A new report from the Centers for Disease Control, or CDC, says that unpasteurized, or "raw", milk is 150 times more likely to be the cause of a foodborne illness than the pasteurized stuff.
Published this week in the CDC's journal Emerging Infectious Diseases, the study looked at data running from 1993 to 2006--and covering food poisoning cases in all 50 US states. What the researchers discovered was that in that time there were 121 disease outbreaks that were ultimately blamed on tainted dairy products. Those outbreaks sickened more than 4400 people and hospitalized nearly 240. And at least 3 people died as a result of drinking contaminated milk or eating foods made from it.
In most of those outbreaks the dairy product in question was milk--and a full 60% of them were raw milk. The numbers get even more grim. Of the 239 cases that required hospital treatment most of those were linked to raw milk, as well.
Given those numbers it probably won't surprise you to learn that most outbreaks of dairy-borne illnesses occurred in states where sales of raw milk directly to the public were legal. (At the start of the study 21 states made it legal to sell unpasteurized dairy products directly to the public but over the course of 13-year study 7 states changed their laws.)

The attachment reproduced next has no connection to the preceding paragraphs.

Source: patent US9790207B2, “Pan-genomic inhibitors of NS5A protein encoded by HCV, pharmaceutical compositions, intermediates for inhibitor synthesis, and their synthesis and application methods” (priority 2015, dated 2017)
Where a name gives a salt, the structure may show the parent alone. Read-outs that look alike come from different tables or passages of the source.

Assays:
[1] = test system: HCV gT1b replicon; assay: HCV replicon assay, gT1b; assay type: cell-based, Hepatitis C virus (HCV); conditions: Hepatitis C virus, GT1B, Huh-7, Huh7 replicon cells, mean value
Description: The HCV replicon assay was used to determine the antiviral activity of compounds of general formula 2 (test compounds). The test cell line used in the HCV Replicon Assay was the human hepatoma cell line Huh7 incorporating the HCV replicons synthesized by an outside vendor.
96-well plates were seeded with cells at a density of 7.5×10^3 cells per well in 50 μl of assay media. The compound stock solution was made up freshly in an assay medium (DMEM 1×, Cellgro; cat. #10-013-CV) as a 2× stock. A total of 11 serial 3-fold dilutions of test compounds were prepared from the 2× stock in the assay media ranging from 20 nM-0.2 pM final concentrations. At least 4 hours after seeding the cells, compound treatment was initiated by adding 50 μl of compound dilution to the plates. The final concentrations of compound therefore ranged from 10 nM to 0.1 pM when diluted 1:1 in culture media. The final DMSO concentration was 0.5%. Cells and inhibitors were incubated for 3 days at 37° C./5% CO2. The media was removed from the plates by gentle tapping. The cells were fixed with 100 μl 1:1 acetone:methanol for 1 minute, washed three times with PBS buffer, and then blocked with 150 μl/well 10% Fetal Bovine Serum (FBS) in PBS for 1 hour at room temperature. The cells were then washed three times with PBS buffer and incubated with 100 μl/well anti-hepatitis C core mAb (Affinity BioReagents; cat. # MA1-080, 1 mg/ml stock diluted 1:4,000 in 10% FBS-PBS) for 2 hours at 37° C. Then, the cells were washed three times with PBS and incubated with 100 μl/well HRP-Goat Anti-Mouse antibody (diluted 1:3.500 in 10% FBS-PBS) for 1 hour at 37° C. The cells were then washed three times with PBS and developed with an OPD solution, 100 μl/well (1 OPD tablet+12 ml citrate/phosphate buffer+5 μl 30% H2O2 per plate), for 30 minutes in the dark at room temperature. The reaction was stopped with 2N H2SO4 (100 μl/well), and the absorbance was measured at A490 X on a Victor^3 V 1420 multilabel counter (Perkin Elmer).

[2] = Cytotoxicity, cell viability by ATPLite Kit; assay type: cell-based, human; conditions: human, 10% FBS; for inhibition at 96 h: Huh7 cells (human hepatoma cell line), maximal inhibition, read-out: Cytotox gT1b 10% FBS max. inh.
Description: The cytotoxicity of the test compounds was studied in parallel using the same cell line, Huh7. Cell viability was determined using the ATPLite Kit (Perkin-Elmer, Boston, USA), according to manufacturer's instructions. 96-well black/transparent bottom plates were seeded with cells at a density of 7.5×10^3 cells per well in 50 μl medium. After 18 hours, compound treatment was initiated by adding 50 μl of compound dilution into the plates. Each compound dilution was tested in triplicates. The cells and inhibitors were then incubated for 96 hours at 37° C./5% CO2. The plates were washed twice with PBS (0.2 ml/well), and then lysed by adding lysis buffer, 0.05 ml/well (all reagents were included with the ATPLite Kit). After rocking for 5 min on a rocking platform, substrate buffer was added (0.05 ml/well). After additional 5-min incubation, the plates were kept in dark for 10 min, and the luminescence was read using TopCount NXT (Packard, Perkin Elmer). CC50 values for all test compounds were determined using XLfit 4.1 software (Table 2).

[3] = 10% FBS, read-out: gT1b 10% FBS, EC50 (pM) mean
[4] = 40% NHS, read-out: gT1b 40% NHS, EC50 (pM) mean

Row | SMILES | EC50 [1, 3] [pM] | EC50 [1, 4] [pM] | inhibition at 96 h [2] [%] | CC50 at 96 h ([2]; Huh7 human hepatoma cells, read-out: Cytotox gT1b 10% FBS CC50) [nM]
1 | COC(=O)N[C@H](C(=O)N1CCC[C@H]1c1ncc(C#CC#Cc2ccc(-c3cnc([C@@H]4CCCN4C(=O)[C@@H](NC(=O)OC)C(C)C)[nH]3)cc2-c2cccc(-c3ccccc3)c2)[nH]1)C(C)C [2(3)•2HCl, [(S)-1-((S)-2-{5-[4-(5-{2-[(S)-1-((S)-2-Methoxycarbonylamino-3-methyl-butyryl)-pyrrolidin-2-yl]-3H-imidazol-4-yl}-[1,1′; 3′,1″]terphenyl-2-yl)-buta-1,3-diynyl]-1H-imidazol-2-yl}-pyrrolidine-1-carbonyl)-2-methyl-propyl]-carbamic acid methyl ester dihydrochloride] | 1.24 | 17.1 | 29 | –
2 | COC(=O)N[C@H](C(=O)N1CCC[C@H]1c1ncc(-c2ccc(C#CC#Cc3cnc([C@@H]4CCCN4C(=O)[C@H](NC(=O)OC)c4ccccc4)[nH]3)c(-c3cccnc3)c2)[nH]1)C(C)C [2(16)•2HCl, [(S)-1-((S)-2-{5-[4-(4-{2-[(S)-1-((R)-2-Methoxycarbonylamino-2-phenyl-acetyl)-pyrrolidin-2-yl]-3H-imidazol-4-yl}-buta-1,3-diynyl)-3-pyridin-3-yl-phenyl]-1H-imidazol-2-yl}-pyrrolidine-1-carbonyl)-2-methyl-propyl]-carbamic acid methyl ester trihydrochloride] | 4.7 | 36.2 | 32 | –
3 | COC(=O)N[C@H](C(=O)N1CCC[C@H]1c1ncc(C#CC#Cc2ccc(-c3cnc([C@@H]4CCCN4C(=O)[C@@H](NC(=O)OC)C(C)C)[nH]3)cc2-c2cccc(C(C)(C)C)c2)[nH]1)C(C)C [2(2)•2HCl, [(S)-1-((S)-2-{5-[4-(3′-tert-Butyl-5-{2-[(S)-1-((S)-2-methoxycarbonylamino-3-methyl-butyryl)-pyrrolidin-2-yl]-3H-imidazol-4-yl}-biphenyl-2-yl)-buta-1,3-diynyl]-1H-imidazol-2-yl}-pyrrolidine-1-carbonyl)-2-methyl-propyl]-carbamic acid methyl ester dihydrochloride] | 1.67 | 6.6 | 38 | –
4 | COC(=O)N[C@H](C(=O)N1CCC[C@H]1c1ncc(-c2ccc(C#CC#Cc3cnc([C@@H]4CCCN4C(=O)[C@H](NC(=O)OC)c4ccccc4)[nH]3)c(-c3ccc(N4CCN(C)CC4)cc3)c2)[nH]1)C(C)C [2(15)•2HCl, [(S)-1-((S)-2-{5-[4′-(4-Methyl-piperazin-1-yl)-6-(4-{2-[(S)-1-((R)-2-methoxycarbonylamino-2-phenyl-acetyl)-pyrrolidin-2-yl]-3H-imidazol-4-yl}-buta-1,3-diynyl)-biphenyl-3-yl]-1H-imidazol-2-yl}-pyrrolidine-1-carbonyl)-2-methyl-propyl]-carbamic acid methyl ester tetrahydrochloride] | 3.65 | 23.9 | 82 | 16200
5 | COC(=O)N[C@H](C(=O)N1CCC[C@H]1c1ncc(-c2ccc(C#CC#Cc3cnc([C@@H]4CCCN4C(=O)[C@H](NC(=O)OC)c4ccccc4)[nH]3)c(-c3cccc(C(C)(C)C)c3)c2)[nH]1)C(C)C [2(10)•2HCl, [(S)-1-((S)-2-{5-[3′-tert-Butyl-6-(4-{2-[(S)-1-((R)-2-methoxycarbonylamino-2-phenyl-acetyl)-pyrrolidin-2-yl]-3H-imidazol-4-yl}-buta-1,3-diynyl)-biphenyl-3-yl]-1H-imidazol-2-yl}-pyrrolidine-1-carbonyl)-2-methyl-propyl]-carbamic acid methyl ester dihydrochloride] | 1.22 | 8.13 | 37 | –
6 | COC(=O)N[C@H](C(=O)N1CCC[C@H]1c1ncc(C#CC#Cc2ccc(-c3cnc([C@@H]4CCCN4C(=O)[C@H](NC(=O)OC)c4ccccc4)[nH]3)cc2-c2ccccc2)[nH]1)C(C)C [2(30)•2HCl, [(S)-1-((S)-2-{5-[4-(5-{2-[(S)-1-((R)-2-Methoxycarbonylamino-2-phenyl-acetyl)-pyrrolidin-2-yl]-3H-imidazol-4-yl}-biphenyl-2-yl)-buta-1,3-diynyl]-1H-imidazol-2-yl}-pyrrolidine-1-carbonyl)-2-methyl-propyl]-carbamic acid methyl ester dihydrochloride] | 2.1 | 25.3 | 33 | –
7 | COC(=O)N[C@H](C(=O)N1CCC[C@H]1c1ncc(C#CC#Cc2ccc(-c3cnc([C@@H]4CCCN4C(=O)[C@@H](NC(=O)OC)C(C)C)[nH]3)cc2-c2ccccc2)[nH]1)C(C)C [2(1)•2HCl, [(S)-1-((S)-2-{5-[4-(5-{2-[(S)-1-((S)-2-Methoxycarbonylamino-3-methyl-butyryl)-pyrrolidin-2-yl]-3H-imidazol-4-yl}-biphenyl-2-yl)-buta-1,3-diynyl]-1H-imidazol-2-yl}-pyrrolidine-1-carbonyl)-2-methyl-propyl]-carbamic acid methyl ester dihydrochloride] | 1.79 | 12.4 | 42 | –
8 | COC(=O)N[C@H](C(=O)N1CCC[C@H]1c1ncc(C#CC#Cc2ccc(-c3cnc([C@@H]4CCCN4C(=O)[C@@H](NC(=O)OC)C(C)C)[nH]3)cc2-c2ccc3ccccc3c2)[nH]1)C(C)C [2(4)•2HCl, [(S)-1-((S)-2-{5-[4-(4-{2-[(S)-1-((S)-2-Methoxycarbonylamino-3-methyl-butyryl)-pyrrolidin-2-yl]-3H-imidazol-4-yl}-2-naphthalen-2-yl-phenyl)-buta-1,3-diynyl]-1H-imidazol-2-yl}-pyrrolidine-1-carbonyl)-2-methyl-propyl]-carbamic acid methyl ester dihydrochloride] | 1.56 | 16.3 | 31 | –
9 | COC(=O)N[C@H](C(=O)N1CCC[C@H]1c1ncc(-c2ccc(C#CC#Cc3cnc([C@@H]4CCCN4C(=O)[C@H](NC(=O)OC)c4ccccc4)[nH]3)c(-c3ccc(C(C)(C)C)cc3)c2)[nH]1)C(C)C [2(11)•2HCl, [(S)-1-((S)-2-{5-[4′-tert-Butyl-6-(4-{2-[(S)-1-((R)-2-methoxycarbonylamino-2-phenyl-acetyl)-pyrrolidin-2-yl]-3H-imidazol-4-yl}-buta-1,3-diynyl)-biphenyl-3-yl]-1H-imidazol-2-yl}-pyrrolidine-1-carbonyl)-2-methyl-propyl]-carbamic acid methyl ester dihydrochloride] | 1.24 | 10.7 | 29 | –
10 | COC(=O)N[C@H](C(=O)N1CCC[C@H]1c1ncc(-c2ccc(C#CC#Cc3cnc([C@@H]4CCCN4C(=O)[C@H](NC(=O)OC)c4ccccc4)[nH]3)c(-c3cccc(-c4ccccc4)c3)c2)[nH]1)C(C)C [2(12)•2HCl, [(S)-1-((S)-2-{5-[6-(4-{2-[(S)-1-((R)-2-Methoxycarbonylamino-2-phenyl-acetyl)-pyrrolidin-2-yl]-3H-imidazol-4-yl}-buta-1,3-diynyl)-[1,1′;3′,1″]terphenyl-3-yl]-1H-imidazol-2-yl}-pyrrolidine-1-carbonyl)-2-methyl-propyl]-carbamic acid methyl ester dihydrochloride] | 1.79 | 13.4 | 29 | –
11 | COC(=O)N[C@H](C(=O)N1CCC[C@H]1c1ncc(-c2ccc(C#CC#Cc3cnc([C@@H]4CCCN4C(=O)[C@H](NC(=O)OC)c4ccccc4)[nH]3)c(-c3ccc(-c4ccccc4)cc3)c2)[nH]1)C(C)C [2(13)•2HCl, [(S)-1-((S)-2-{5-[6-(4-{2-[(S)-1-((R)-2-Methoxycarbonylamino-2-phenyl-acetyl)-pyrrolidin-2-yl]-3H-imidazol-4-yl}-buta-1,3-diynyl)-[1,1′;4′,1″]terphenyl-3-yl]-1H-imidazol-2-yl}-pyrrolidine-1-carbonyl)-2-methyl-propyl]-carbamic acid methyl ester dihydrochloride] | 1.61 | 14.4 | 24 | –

Another thing this study found is that when milk does cause food poisoning those infections tend to be more severe if they're caused by raw milk. They are also far more likely to require a hospital stay. (13 to 1 was the statistic quoted.)
Most disturbing, though, is the news that most cases of raw milk infections happen to kids. A full 60% of all raw-milk poisonings occurred in kids younger than 20 years of age. And, as you might expect, kids are less likely to successfully fight the infection than adults.